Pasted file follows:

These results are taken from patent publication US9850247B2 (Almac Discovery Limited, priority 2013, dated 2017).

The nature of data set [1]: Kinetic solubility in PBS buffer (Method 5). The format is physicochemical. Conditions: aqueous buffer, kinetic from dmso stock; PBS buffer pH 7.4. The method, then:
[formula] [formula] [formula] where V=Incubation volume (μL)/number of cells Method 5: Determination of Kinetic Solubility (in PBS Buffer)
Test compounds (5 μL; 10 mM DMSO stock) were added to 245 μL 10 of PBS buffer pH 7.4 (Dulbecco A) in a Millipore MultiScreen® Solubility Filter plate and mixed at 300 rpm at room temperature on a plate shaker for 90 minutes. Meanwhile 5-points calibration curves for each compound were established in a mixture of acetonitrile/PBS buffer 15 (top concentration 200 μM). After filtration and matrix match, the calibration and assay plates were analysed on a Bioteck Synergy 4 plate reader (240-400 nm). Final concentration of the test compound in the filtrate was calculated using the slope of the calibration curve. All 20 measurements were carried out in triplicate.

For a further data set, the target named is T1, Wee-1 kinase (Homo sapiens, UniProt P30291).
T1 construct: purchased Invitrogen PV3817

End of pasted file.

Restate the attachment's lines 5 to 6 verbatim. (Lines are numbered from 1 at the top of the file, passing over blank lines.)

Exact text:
For a further data set, the target named is T1, Wee-1 kinase (Homo sapiens, UniProt P30291).
T1 construct: purchased Invitrogen PV3817